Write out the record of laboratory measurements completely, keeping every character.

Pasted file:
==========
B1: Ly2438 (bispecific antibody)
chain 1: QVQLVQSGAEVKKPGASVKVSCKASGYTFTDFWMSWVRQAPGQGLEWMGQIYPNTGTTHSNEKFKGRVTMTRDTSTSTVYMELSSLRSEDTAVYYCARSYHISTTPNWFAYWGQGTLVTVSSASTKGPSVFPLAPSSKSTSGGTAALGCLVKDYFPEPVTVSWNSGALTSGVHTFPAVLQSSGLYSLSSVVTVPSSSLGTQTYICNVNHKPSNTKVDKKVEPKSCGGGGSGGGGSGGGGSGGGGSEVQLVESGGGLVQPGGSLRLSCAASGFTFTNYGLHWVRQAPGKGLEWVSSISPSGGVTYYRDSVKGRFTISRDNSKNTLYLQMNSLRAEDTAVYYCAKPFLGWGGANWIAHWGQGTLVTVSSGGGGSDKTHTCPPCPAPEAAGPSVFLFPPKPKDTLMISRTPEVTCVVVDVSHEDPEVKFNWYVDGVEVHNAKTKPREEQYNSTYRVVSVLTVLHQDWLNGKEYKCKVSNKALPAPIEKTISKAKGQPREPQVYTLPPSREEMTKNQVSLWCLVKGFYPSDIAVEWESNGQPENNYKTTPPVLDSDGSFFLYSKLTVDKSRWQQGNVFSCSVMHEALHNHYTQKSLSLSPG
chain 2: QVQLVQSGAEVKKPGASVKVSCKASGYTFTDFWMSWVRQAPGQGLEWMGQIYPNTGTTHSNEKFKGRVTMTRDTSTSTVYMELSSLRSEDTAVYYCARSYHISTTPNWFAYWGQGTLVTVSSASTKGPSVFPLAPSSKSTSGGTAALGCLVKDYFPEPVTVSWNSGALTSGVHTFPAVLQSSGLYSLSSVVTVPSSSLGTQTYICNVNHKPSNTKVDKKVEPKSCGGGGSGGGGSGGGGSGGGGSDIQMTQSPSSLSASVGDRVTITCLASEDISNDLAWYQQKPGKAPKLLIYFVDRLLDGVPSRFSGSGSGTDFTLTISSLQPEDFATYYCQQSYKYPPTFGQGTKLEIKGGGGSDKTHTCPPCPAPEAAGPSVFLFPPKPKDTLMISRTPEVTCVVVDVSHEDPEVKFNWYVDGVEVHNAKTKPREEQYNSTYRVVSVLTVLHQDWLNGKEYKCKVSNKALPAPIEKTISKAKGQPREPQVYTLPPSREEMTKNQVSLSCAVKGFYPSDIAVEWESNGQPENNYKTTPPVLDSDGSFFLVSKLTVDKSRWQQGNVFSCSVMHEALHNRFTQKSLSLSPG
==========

B1: Ly2438 (bispecific antibody)
chain 1: QVQLVQSGAEVKKPGASVKVSCKASGYTFTDFWMSWVRQAPGQGLEWMGQIYPNTGTTHSNEKFKGRVTMTRDTSTSTVYMELSSLRSEDTAVYYCARSYHISTTPNWFAYWGQGTLVTVSSASTKGPSVFPLAPSSKSTSGGTAALGCLVKDYFPEPVTVSWNSGALTSGVHTFPAVLQSSGLYSLSSVVTVPSSSLGTQTYICNVNHKPSNTKVDKKVEPKSCGGGGSGGGGSGGGGSGGGGSEVQLVESGGGLVQPGGSLRLSCAASGFTFTNYGLHWVRQAPGKGLEWVSSISPSGGVTYYRDSVKGRFTISRDNSKNTLYLQMNSLRAEDTAVYYCAKPFLGWGGANWIAHWGQGTLVTVSSGGGGSDKTHTCPPCPAPEAAGPSVFLFPPKPKDTLMISRTPEVTCVVVDVSHEDPEVKFNWYVDGVEVHNAKTKPREEQYNSTYRVVSVLTVLHQDWLNGKEYKCKVSNKALPAPIEKTISKAKGQPREPQVYTLPPSREEMTKNQVSLWCLVKGFYPSDIAVEWESNGQPENNYKTTPPVLDSDGSFFLYSKLTVDKSRWQQGNVFSCSVMHEALHNHYTQKSLSLSPG
chain 2: QVQLVQSGAEVKKPGASVKVSCKASGYTFTDFWMSWVRQAPGQGLEWMGQIYPNTGTTHSNEKFKGRVTMTRDTSTSTVYMELSSLRSEDTAVYYCARSYHISTTPNWFAYWGQGTLVTVSSASTKGPSVFPLAPSSKSTSGGTAALGCLVKDYFPEPVTVSWNSGALTSGVHTFPAVLQSSGLYSLSSVVTVPSSSLGTQTYICNVNHKPSNTKVDKKVEPKSCGGGGSGGGGSGGGGSGGGGSDIQMTQSPSSLSASVGDRVTITCLASEDISNDLAWYQQKPGKAPKLLIYFVDRLLDGVPSRFSGSGSGTDFTLTISSLQPEDFATYYCQQSYKYPPTFGQGTKLEIKGGGGSDKTHTCPPCPAPEAAGPSVFLFPPKPKDTLMISRTPEVTCVVVDVSHEDPEVKFNWYVDGVEVHNAKTKPREEQYNSTYRVVSVLTVLHQDWLNGKEYKCKVSNKALPAPIEKTISKAKGQPREPQVYTLPPSREEMTKNQVSLSCAVKGFYPSDIAVEWESNGQPENNYKTTPPVLDSDGSFFLVSKLTVDKSRWQQGNVFSCSVMHEALHNRFTQKSLSLSPG